Leaders of Serb enclaves in Croatia and top Serbian goverment officials discussed Friday their differences jeopardizing the deployment of U.N. peacekeepers and fanning fears that war could erupt again in Yugoslavia.

The Serb camp has split over the peace plan, with Serbian President Slobodan Milosevic supporting the deployment of up to 10,000 peacekeepers to keep warring Serbs and Croats apart.The seven-month Serb-Croat war has killed thousands and left up to 700,000 people without homes. Serb irregulars backed by the Serbian-led Yugoslav army have seized one-third of Croatia, which along with Slovenia declared independence in June.

Milan Babic, leader of the Serb republic of Krajina in western Croatia, has accused his former patron Milosevic of betraying the Serb cause and vows not to disarm thousands of his irregulars or to allow peacekeepers inside his enclave.

Babic claims deployment of U.N. peacekeepers inside Krajina would leave its heavily Serb population exposed to attacks by Croatian forces from outside the region, which unlike his irregulars would not be disarmed.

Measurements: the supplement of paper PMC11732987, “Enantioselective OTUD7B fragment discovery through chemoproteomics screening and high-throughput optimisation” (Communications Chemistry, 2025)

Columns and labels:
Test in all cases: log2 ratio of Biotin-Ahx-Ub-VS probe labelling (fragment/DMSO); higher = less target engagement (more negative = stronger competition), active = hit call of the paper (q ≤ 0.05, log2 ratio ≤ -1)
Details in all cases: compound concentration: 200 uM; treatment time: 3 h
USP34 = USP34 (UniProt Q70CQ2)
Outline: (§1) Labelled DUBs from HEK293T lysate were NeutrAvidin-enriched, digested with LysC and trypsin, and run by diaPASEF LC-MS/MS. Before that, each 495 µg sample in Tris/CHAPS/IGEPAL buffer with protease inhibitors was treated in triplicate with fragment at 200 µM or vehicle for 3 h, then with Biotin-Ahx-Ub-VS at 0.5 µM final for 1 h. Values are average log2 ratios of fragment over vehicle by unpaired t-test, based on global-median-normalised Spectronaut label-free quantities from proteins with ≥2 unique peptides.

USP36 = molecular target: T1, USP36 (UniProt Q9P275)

Friday's talks were to focus on arrangments for deploying peacekeepers and overcoming Babic's objections, the Tanjug news agency said.

Babic, who was attending the meeting, has declared in the past that he would resist any effort by Milosevic to "impose the U.N. plan on the people of Krajina."

Babic and other Serb leaders insist that their territories, home to some of Croatia's 600,000 Serbs, will never be part of an independent Croatia.

Croatian President Franjo Tudj-man vows, however, never to cede the one-third of his territory now controlled by Serb irregulars and Serb-dominated federal troops.

U.N. Under Secretary General Marrack Goulding failed in talks this week to overcome the objections of Babic and Tudjman, and ruled out swift deployment of peacekeepers.